Who will you be when this Thing is over?
We must apologise – in the middle of an international pandemic we have the cheek to launch a book called Act 3: The Art Of Growing Older.
Yes, we’re genuinely sorry that there will be people, maybe a great number who won’t be growing older after this, and our hearts go out to them and their families.
Yet one thing we all know is we will eventually beat this Thing, and lives will return to normal.
The New Normal
However, we predict – ‘normal’ before the Thing and ‘normal’ after the Thing will be two very different realities.
So without wanting to take advantage of people’s huge feelings of loss and vulnerability, we’d like to point you gently to the stories in our book where people have moved on from painful circumstances, or uncomfortable situations to something far better.
And there are some who have decided the time is right to move on from comfortable and easy circumstances to help others in a most profound way, and in so doing have made their own lives a great deal less comfortable but a great deal more satisfying.
In the book we wanted to show what it was that enabled these people to make these profound changes – so you can too.
Adopt 3 Children?
But first, let’s start with a story you won’t believe. It was an autumn evening four and a half years ago when we were invited round by our friends Dorothy and Simon for supper. Over the shepherd’s pie after we’d exchanged news about their and our three adults kids and associated university adventures Dorothy dropped the bomb, ‘guess what we’re going to do?’ Dunno, we said. Go on a cruise? Dorothy was straight-faced, ‘We’re going to adopt three small children’.
Jaws hit floors, glasses and cutlery rattled and I couldn’t stop laughing for about five minutes. But they were serious. She told us she’d seen a newspaper ad which said, ‘could you parent these children?’ and Dorothy just looked at it and answered ‘yes’. Only after this discussing the idea with Simon (before replying to the ad).
A Sense of Calling
Dorothy: We’d said to various people that we were looking forward to the empty nest, but seeing the advertisement I was surprised; I experienced it as a real finger-of-God moment, ‘could you parent these particular children?’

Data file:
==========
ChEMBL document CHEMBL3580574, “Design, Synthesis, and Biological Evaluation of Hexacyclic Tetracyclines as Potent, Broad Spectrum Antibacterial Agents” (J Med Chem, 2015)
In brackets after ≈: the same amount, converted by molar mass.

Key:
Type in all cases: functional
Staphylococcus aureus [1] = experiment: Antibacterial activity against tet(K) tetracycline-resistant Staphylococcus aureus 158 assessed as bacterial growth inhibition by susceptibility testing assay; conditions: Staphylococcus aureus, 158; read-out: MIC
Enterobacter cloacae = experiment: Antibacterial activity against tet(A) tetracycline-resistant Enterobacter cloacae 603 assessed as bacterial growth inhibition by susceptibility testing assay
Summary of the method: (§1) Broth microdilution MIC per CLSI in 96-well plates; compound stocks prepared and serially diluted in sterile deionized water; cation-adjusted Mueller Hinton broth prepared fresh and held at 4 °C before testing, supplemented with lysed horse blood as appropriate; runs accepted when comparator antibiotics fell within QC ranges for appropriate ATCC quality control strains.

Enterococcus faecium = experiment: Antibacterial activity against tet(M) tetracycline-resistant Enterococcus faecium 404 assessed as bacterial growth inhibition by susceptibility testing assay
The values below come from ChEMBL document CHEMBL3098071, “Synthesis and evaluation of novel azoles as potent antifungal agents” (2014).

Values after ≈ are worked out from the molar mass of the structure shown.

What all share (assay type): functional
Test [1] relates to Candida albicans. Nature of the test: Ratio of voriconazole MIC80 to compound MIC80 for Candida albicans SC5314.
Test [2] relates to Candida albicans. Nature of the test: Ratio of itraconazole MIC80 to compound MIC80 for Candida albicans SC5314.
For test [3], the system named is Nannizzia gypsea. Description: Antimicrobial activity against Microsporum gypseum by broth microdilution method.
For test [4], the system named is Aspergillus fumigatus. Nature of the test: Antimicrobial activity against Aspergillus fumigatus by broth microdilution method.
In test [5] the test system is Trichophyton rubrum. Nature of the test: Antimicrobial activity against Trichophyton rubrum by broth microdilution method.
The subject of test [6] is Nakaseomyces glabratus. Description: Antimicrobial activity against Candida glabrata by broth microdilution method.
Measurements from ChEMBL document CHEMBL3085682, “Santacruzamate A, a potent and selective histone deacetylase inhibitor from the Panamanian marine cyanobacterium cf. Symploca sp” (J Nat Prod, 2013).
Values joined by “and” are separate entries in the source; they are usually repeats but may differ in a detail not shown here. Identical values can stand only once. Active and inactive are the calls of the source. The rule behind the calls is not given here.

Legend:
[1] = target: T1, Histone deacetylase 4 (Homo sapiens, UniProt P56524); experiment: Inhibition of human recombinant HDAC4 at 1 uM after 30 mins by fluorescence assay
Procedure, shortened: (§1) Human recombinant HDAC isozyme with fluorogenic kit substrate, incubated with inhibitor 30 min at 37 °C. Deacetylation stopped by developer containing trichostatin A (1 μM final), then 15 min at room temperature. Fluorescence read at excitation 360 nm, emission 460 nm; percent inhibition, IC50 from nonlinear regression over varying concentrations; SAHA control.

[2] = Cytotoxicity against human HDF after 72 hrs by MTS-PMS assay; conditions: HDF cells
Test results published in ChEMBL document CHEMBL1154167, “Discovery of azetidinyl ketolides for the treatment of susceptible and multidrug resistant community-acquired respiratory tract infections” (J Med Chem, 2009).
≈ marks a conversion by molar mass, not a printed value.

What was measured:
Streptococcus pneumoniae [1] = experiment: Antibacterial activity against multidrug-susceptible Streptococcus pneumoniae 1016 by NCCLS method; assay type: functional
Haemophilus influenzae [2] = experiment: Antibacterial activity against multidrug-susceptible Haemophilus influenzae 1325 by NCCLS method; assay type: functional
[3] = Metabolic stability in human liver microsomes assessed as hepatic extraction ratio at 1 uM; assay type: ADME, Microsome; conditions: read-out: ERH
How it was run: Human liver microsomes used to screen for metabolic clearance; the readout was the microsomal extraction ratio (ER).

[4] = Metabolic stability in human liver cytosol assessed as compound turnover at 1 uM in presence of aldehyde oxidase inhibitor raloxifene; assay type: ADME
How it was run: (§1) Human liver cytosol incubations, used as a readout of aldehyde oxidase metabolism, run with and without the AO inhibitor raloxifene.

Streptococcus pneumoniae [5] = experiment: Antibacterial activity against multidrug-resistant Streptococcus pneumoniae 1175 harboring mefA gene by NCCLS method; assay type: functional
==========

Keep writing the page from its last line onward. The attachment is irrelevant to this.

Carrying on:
Simon: There was a sense of calling; this was very unusual for us. I can’t really explain why that came about or why I felt so convinced. I think it’s quite hard to say, even with your own children, what is so rewarding about being a parent, because it’s easier to think about all the things that are difficult. They are delightful children. There’s something quite rewarding about having a small child who, when they’re distressed, comes to you, who wants your love and support.
There is a sense of satisfaction – at my age everybody thinks, ‘what am I doing with my life?’ I’ve been at Microsoft for twenty years and that’s a long time to be in one job. If you look back over the story arc of what you’ve done with your life and think, ‘what am I doing with my life beyond just carrying on with it?’ … this is really something. We have done something together that – however it turns out and we don’t know how it’ll all turn out – the children’s chances are bound to be better than they were. At a deep level that’s quite rewarding.
Just Getting Started
It’s given us a lot of purpose. When people ask, ‘what do you do?’ Previously I probably would have majored on work, now I start with the children because it’s a big part of my life. At 60 I feel like I’m just getting going,
Years on the twin boys of three have are seven and the daughter is ten.
In the book we point out that what Dorothy and Simon were demonstrating are the things that people who’ve discovered the art of growing older seem to hold important. We call them roots of the tree:
The Roots Of The Tree
Root 1: Attitude: when all’s said and done, attitude is a choice. This couple deliberately chose to trade their own peace and comfort for the well being of three small strangers. And their attitude remains resolutely positive.
Root 2: Purpose is about direction. Dorothy and Simon have a clear direction to this chapter of their lives which gives them clear purpose. There are many other ways of course to find your own purpose without adopting three small children.
Root 3: Values are the way we lead our lives. When a couple in their mid-50s decide to adopt three small children, their own three children having left home, it shows that this family lives not just for themselves but for others too. Kindness, generosity and self-sacrifice might be ways to describe their values.
Root 4: Key Relationships: Dorothy and Simon have a strong foundation to their relationship, shared positive attitude, purpose and values. It would have been a different story to try to do such a thing alone. Their united approach is a big strength of theirs.
Act 3 – The Art Of Growing Older
Act 3: The Art Of Growing Older is a book designed to take you from wherever you are to a place that’s better for you. It is structured in a way that makes it easy to think through the steps to change in your own life. We use tools and tips from our work as lifelong coaches, step by step, helping the reader achieve clarity and more of what they want.
And getting what you want in the ‘new normal’ doesn’t have to be adopting small children. Another man we spoke to became a professional dancer in his sixties. A teacher of dentistry became a weaver. A neuroscientist became a potter and café owner. One woman stopped watching daytime TV to start a business. A lawyer gave up to re-train as a midwife. Many, many others just got their lives tidied up and sorted out.
So, back to the pressing question that the whole world has at the back of their mind – who will you be when this Thing is over?
Could it be a huge opportunity for you?
If so, our book can help.